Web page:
<div style="float:left">
<script type="text/javascript"><!--
google_ad_client = "pub-9764823118029583";
/* 125x125, created 12/10/07 */
google_ad_slot = "8167036710";
google_ad_width = 125;
google_ad_height = 125;
<script type="text/javascript"
Jim Carrey has gone mad. Ok, maybe that's nothing new. But this is a different insanity. And it's all because of a number.

Coincidence knows no bounds in this mediocre thriller about a man's preoccupation with the seemingly ubiquitous number 23. The plot is based on the â"23 Enigma," a suspicion that everything is in some way connected to that, some say, evil number. Animal control officer Walter Sparrow (Jim Carrey) receives a gift from his wife Agatha (Virginia Madsen) in the form of a book titled The Number 23. The protagonist of the novel, Fingerling (also Carrey), tells the reader of his life (which seems to mysteriously resemble Walter's own life) and of his inherited, deadly fixation with that terrible number. As Walter continues reading, he becomes consumed by a desire to understand the strange similarities, and unravel the 23 enigma. His sanity begins to break down as he feverishly records his chaotic mathematical calculations on any surface that will absorb ink.

Joel Schumacher is the director who gave us A Time to Kill, but he's also the man who brought Batman and Robin to the screen. The Number 23 lies somewhere in the middle of the scale. It has some distracting gimme-a-break moments, especially towards the end. Neither Walter's nor Fingerling's story is particularly engaging or logical. Moments of coincidence are not limited to the malevolent number, but bleed out into the story, often nonsensically motivating plot turns. Although Walter's job is hardly one that demands overtime, he still carries his tranquilizer dart gun when off-duty, which comes in handy when he spots that darn dog he's been looking for.

Jim Carrey (right) stars as "Walter Sparrow"

All images copyright © 2007 New Line Cinema
Still, The Number 23 has its merits. First of all, the film is short compared to what has become the accepted standard (two hours and upward). The abbreviated length is to the film's credit, being just short enough so that a middling movie doesn't turn into a hulking drag. Schumacher has proven in the past that he knows his way around suspense. He doesn't skimp in this case, offering up strings of crisp tension. Also, Fingerling's sequences are artfully designed and filmed, adding a whole other dimension to the film, literally and figuratively. And then, of course, there is Jim Carrey.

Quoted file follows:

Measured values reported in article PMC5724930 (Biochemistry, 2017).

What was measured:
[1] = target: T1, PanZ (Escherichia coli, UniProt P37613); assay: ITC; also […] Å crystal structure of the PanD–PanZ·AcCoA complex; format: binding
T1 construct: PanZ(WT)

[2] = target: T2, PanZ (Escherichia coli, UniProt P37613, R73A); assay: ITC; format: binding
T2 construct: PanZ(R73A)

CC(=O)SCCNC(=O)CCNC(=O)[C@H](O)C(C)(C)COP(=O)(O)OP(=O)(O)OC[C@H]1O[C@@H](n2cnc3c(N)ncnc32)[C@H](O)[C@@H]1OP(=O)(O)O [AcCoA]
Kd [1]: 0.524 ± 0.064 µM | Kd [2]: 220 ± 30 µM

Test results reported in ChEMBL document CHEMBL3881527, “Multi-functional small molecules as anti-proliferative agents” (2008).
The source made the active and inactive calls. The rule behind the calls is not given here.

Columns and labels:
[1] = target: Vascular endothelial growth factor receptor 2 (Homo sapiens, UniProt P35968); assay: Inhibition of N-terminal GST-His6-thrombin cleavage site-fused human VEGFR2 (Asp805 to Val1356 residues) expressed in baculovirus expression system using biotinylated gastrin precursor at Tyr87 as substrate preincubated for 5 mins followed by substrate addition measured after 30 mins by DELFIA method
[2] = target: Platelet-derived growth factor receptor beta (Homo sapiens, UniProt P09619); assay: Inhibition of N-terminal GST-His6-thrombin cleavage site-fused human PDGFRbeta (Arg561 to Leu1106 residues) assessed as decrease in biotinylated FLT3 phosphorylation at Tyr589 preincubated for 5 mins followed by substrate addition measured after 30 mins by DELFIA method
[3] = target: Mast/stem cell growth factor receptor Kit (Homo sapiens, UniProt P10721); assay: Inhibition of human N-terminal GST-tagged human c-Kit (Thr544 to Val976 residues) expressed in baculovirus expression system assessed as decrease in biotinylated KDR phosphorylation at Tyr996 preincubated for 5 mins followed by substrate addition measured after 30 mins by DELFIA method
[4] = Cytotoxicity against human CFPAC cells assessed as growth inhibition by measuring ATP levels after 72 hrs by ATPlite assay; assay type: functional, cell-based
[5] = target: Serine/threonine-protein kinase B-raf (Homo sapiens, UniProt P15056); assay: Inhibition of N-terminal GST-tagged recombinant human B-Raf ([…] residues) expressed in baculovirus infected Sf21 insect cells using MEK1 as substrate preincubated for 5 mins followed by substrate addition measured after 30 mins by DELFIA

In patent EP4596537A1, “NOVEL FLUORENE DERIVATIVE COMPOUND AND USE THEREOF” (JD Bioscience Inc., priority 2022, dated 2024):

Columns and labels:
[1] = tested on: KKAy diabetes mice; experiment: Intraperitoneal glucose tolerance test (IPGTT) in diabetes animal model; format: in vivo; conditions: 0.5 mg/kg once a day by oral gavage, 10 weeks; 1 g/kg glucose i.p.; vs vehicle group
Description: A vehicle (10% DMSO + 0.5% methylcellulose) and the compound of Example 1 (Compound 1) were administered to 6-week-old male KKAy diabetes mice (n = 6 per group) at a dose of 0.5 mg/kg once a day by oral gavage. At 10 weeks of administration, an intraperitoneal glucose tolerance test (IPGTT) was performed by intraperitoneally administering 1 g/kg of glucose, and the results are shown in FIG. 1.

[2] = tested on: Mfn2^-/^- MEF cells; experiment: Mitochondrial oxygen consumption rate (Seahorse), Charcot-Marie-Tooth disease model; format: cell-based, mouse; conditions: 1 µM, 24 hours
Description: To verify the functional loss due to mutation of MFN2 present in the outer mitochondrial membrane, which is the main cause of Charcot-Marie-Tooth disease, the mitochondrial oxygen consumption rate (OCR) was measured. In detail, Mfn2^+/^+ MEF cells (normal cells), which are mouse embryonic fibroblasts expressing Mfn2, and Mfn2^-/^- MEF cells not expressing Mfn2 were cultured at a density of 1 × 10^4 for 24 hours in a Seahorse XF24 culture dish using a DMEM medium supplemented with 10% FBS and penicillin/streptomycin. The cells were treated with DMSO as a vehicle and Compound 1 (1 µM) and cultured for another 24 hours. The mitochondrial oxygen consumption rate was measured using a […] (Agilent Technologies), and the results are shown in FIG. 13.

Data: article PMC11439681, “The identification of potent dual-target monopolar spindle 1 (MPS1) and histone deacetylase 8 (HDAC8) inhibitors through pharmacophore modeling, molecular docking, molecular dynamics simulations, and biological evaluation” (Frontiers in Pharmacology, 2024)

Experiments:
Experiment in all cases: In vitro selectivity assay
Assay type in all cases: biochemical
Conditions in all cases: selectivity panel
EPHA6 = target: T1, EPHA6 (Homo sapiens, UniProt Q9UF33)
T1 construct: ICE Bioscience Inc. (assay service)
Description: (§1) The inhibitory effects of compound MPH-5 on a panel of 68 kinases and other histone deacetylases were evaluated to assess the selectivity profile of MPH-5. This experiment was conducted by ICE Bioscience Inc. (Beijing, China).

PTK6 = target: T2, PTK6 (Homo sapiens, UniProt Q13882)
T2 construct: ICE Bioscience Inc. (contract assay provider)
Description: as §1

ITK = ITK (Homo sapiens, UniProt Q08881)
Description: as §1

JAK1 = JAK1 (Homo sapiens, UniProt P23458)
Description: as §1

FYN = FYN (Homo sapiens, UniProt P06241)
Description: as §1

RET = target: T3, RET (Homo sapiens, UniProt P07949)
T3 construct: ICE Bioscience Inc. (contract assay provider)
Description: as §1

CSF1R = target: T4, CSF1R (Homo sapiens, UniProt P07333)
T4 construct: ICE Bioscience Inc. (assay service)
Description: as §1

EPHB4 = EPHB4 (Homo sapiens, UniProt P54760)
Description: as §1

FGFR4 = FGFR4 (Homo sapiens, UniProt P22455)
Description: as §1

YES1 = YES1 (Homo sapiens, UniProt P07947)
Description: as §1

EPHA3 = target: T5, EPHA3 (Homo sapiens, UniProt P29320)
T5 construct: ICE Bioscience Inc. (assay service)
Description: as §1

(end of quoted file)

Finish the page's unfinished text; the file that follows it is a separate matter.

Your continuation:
Carey's Walter/Fingerling eclipses all other performances in this movie. The audience, expecting funny-man Jim (of Ace Ventura fame), might laugh a bit too loudly at lines that are only mildly humorous. But then, Carrey's comic delivery is just as sharp as ever, so he deserves every chuckle he gets. Wit aside, Carrey proves himself a solid performer. Having played comedic characters prone to insanity in previous films, he is obviously familiar with the role. This time, however, he tempers Walter's psychosis so that it comes off as frighteningly realistic.

And the audience still gets a bit of the Ace they crave from any Jim Carrey vehicle. The film is peppered with subtle comic winks, like the Sparrows' son, whose parents have oddly chosen to name Robin, or Walter meowing to rile up a passing pooch.

If the goal of the movie was to create a new generation of 23-seekers, mission accomplished. If you counted the words in the first paragraph, you probably already saw The Number 23. Either that, or you were already hooked on the Enigma before the credits rolled. Leaving the theater, you might notice that you're counting the letters on the marquee or the people in front of you as you wait in line for the bathroom. That's the mark The Number 23 leaves on you. Too bad the rest of the film had nothing to do with it.


DVD Details:

Screen formats: Widescreen Anamorphic 1.85:1

Subtitles: None

Language and Sound: English: Dolby Digital 2.0 Stereo

Other Features: Color; interactive menus; scene access.

* Commentary -
o With director Joel Schumacher
* Featurettes -
o The Making of The Number 23 (22:17)
o Creating the World of Fingerling (11:11)
o The 23 Enigma (25:00)
o How to find your life path numbers (10:57)
* Deleted Scenes - a total of sizteen deleted or alternate scenes that didn't make the final cut. With "play all" function or can be watched separately.
* Trailers
* DVD-Rom Features

Number of discs: - 1- Keepcase Packaging